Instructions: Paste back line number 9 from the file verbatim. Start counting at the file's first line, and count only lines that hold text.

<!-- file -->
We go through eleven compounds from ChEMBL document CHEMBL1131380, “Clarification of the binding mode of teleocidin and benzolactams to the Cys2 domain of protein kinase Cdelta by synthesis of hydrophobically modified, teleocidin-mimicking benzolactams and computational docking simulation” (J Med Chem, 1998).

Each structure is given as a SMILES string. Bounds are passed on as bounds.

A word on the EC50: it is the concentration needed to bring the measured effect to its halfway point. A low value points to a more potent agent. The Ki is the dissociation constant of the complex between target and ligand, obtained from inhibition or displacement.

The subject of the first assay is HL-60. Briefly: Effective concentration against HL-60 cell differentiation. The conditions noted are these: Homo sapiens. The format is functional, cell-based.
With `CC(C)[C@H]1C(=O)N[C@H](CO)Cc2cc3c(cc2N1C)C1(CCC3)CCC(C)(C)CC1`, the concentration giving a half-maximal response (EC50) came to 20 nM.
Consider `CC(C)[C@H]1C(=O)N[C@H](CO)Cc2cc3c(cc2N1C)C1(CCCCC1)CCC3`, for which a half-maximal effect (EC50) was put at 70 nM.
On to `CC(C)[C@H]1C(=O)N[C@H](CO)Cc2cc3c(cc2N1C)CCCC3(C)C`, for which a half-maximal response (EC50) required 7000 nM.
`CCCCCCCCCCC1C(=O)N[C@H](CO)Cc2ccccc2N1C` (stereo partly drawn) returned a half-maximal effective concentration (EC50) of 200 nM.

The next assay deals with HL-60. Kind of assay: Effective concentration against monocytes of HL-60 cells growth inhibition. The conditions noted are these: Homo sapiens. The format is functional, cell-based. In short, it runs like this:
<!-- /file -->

The next assay deals with HL-60. Kind of assay: Effective concentration against monocytes of HL-60 cells growth inhibition. The conditions noted are these: Homo sapiens. The format is functional, cell-based. In short, it runs like this: